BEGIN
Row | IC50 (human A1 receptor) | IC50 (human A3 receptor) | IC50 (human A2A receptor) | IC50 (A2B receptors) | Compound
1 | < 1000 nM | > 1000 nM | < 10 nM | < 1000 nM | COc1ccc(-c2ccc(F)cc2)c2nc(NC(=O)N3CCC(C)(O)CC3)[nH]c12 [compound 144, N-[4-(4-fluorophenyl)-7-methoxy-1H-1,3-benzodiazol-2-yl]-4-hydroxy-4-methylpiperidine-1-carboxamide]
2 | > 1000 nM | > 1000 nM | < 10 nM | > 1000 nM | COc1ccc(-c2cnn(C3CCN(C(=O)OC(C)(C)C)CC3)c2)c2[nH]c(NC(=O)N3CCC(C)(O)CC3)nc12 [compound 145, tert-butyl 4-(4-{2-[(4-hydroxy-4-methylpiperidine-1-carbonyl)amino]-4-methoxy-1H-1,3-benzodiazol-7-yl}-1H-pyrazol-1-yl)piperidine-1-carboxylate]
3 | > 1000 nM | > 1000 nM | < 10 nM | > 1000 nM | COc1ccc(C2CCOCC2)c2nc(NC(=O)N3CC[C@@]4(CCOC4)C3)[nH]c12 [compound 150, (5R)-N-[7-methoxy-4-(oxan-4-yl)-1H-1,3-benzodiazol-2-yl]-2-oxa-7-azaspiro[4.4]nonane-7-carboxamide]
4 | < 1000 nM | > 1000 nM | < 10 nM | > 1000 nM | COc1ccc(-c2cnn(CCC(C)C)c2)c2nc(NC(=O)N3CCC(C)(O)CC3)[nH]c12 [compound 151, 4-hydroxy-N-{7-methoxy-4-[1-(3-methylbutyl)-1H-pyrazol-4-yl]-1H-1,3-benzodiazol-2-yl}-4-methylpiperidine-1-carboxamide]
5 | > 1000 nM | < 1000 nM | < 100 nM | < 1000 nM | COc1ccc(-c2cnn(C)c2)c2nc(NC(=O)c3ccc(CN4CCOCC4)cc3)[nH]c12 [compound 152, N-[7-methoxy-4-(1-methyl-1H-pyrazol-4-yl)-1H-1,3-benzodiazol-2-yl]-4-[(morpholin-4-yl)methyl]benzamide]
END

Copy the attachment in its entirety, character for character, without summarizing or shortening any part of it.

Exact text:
Row | IC50 (human A1 receptor) | IC50 (human A3 receptor) | IC50 (human A2A receptor) | IC50 (A2B receptors) | Compound
1 | < 1000 nM | > 1000 nM | < 10 nM | < 1000 nM | COc1ccc(-c2ccc(F)cc2)c2nc(NC(=O)N3CCC(C)(O)CC3)[nH]c12 [compound 144, N-[4-(4-fluorophenyl)-7-methoxy-1H-1,3-benzodiazol-2-yl]-4-hydroxy-4-methylpiperidine-1-carboxamide]
2 | > 1000 nM | > 1000 nM | < 10 nM | > 1000 nM | COc1ccc(-c2cnn(C3CCN(C(=O)OC(C)(C)C)CC3)c2)c2[nH]c(NC(=O)N3CCC(C)(O)CC3)nc12 [compound 145, tert-butyl 4-(4-{2-[(4-hydroxy-4-methylpiperidine-1-carbonyl)amino]-4-methoxy-1H-1,3-benzodiazol-7-yl}-1H-pyrazol-1-yl)piperidine-1-carboxylate]
3 | > 1000 nM | > 1000 nM | < 10 nM | > 1000 nM | COc1ccc(C2CCOCC2)c2nc(NC(=O)N3CC[C@@]4(CCOC4)C3)[nH]c12 [compound 150, (5R)-N-[7-methoxy-4-(oxan-4-yl)-1H-1,3-benzodiazol-2-yl]-2-oxa-7-azaspiro[4.4]nonane-7-carboxamide]
4 | < 1000 nM | > 1000 nM | < 10 nM | > 1000 nM | COc1ccc(-c2cnn(CCC(C)C)c2)c2nc(NC(=O)N3CCC(C)(O)CC3)[nH]c12 [compound 151, 4-hydroxy-N-{7-methoxy-4-[1-(3-methylbutyl)-1H-pyrazol-4-yl]-1H-1,3-benzodiazol-2-yl}-4-methylpiperidine-1-carboxamide]
5 | > 1000 nM | < 1000 nM | < 100 nM | < 1000 nM | COc1ccc(-c2cnn(C)c2)c2nc(NC(=O)c3ccc(CN4CCOCC4)cc3)[nH]c12 [compound 152, N-[7-methoxy-4-(1-methyl-1H-pyrazol-4-yl)-1H-1,3-benzodiazol-2-yl]-4-[(morpholin-4-yl)methyl]benzamide]